General rank push for Brigadiers - Army seeks re-designation to ensure officers don't lose out to cops in status race
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- Published 12.11.07
|Vice-Chief of Army Staff Milan Naidu (centre) at the inauguration of a pavilion at Delhi’s Pragati Maidan showcasing the efforts of the army in the Northeast. (PTI)|
New Delhi, Nov. 12: The army wants to add another General rank among its officer cadre. It has sought the government’s nod to re-designate Brigadiers.
The army chief, General Deepak Kapoor, has written to defence minister A.K. Antony that Brigadiers should be re-designated as Brigadier-Generals, in line with the practice of the American and some Nato armies.
But the real reason for the recommendation to re-designate Brigadiers is a worry in military headquarters that their senior officers are not being accorded due prestige and status in comparison with senior police officers. This is a source of concern because the army is committed to internal security duties in Jammu and Kashmir and in the Northeast.
The re-designation to Brigadier-General would place the officer holding that rank above a deputy inspector-general of police in the “warrant of precedence” prepared by the Union home ministry. A “warrant of precedence” lays down the hierarchy of government functionaries. At the apex is the President (Supreme Commander of the Armed Forces).
“There has been a proliferation of ranks in the police and in the civil bureaucracy but not so in the armed forces. The warrant of precedence may need to be revised,” a senior army officer told The Telegraph, explaining the rationale for the army chief’s recommendation.
In most Commonwealth armies, the Brigadier is immediately senior to the Colonel and immediately below the Major General.
The Indian Army has two, three, four and five-star Generals — Major Generals, Lieutenant Generals, General (Chief of Army Staff) and Field Marshal (honorary). The Brigadier-General would be the first time the Indian Army would have a single-star General.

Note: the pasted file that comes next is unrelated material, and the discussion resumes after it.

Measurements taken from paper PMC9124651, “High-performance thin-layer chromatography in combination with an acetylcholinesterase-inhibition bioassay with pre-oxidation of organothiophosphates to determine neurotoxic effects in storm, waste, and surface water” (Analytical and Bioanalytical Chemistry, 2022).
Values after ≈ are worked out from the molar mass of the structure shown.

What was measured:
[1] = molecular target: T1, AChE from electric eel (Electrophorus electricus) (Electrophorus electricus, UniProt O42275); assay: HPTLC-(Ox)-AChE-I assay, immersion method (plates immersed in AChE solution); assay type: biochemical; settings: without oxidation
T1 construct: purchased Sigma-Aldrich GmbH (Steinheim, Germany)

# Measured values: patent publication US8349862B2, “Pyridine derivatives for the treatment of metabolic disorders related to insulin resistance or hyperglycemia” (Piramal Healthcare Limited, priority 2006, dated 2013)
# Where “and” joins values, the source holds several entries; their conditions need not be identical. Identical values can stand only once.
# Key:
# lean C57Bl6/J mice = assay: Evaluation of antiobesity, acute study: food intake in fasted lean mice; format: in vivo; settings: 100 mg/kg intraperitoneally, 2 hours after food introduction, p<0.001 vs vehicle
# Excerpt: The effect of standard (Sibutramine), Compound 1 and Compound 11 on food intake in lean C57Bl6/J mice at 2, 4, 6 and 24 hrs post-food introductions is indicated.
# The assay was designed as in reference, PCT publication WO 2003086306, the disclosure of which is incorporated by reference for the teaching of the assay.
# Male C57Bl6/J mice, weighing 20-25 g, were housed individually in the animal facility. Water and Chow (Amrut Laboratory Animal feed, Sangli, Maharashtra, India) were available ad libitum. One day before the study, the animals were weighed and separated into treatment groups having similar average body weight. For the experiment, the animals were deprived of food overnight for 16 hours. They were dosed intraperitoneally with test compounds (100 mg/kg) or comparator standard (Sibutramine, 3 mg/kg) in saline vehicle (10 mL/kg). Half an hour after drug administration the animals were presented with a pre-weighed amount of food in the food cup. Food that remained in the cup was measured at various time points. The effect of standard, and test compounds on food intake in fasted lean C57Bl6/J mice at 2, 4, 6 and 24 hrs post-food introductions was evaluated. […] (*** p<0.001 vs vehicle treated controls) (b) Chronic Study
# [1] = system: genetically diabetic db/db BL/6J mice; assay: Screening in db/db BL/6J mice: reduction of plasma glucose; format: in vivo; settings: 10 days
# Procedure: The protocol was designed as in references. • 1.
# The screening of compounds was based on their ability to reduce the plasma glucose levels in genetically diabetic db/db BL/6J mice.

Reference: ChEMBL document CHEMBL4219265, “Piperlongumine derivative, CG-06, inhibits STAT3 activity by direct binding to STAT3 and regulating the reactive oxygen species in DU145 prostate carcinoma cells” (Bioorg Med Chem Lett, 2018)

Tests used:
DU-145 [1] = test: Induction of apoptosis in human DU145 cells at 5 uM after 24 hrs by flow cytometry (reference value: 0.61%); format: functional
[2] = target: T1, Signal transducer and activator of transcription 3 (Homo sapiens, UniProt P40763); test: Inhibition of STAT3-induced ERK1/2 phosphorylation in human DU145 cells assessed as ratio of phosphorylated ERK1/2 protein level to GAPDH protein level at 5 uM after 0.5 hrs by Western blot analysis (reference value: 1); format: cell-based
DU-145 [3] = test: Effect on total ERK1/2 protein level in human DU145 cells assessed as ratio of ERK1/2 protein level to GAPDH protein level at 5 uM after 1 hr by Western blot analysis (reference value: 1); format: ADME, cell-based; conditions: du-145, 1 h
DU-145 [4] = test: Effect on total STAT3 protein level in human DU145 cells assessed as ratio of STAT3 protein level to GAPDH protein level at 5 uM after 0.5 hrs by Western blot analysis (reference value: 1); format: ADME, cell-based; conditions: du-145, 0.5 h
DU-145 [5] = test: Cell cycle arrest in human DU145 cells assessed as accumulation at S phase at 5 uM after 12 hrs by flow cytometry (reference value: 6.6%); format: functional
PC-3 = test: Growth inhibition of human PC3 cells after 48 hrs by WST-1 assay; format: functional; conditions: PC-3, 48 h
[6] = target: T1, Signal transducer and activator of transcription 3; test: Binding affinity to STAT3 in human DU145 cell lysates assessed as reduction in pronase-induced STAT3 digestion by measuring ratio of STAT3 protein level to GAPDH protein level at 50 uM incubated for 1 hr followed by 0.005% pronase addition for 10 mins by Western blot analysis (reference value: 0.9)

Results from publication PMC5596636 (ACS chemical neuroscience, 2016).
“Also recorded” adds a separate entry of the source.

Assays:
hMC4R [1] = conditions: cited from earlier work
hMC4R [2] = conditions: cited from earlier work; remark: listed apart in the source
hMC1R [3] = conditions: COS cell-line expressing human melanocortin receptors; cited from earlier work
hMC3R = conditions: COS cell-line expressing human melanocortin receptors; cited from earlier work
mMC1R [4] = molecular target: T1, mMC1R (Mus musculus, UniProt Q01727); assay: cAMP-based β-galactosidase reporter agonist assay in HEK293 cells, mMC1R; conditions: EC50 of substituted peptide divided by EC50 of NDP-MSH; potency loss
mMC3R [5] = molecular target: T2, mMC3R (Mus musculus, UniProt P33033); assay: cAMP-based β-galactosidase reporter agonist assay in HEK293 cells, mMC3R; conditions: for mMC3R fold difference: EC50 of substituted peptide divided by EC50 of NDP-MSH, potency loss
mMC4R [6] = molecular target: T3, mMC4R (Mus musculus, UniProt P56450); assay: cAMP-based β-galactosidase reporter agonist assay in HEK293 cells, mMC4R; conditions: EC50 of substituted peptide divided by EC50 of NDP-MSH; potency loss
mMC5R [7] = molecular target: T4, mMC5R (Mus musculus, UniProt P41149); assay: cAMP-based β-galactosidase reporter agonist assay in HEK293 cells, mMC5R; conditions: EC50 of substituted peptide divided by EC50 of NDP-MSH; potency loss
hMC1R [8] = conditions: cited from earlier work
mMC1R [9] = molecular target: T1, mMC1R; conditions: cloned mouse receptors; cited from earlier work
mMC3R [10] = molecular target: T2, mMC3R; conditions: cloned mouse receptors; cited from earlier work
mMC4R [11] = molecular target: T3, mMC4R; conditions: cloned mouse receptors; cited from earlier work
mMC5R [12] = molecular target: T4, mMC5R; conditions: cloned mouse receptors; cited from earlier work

As a prelude to the recommended change, army headquarters in New Delhi has allowed Brigadiers to fly their flags on staff cars. This was a privilege reserved for officers who were Major Generals (and equivalent in the air force and navy) and above in the armed forces.
There are nearly 2,000 Brigadiers in the Indian Army, about 600 Major Generals and around 190 Lieutenant Generals.
The ranks in the navy and the air force that are equivalent to the army’s Brigadier are Commodore and Air Commodore.
With the army asking for re-christening of the rank, the navy will also have to enhance the Commodore to Admiral status and the air force the Air Commodore to Marshal status. The equivalent naval and air force ranks may not have to be re-designated — because the military lexicon is limited — but they will have to be assigned “flag” rank to ensure parity among the armed forces.
In any case, the navy and the air force have fewer problems of rank and protocol than the army because their role in internal security is either restricted or not there.
It is the army Brigadier in Jammu and Kashmir and in the Northeast who often has to contend and compete with the police to ensure due status.
Army headquarters is also telling the Centre that the re-designation does not have a financial implication — it will cost the exchequer nothing.
Moreover, the army chief is understood to have pointed out, the officer selected for a “Brigadier-General” rank will be further inspired by the enhancement of status.
The army chief has also explained that the re-designation will help the Indian Army in its international exchanges. In UN deployments for example, the Indian Brigadier is often wrongly perceived to be junior to a Brigadier-General in the armies of African countries. The Chinese also have a “Colonel-General”.
The creation of the “Brigadier-General” rank was suggested by a committee six years back. But the recommendation was junked. The committee had then suggested creation of an additional rank. But now the army wants merely a re-designation.
Even if the army chief’s recommendation is approved, the old anomaly in the Indian Army’s (and Commonwealth armies’) officer rank structure will remain: a Lieutenant in the Indian Army is junior to a Major but a Lieutenant General (three-star) is senior to a Major General (two-star).